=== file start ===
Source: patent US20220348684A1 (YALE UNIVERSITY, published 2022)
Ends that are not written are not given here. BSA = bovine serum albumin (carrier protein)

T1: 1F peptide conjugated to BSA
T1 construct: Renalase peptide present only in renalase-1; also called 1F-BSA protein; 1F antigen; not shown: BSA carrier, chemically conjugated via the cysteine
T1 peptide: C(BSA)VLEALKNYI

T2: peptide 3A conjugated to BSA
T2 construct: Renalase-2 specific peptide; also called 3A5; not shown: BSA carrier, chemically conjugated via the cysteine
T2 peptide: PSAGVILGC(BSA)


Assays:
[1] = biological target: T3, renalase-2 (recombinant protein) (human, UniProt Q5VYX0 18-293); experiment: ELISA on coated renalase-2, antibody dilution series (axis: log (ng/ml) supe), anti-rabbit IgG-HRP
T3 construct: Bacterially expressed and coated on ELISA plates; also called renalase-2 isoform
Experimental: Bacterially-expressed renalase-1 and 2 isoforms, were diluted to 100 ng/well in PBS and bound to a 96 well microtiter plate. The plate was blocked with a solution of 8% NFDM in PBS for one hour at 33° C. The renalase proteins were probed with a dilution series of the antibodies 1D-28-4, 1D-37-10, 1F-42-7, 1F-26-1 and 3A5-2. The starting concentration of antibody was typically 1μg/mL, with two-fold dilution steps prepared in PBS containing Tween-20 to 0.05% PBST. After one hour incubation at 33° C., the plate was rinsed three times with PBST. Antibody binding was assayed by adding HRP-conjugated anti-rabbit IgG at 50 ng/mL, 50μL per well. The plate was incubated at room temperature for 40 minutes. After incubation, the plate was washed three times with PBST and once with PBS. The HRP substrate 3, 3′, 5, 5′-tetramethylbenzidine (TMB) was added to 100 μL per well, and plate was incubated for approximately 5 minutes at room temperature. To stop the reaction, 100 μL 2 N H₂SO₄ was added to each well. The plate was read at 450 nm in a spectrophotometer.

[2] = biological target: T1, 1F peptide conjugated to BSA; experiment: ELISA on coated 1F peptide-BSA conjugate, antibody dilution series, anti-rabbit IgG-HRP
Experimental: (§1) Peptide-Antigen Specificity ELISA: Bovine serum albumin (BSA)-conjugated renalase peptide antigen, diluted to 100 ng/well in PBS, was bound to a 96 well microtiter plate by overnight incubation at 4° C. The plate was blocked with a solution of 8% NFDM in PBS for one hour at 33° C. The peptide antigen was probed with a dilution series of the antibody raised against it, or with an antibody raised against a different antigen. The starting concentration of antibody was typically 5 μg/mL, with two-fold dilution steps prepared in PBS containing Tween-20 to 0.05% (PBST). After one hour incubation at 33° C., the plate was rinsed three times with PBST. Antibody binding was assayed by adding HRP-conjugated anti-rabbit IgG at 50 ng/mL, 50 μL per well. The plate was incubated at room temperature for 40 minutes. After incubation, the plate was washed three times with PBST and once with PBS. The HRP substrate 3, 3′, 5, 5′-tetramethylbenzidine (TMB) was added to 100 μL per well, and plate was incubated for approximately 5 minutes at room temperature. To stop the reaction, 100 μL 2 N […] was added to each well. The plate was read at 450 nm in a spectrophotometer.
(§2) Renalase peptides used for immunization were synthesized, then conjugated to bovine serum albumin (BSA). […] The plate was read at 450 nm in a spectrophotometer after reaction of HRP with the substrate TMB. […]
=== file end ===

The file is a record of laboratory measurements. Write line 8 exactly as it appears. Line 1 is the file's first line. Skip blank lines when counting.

T2 peptide: PSAGVILGC(BSA)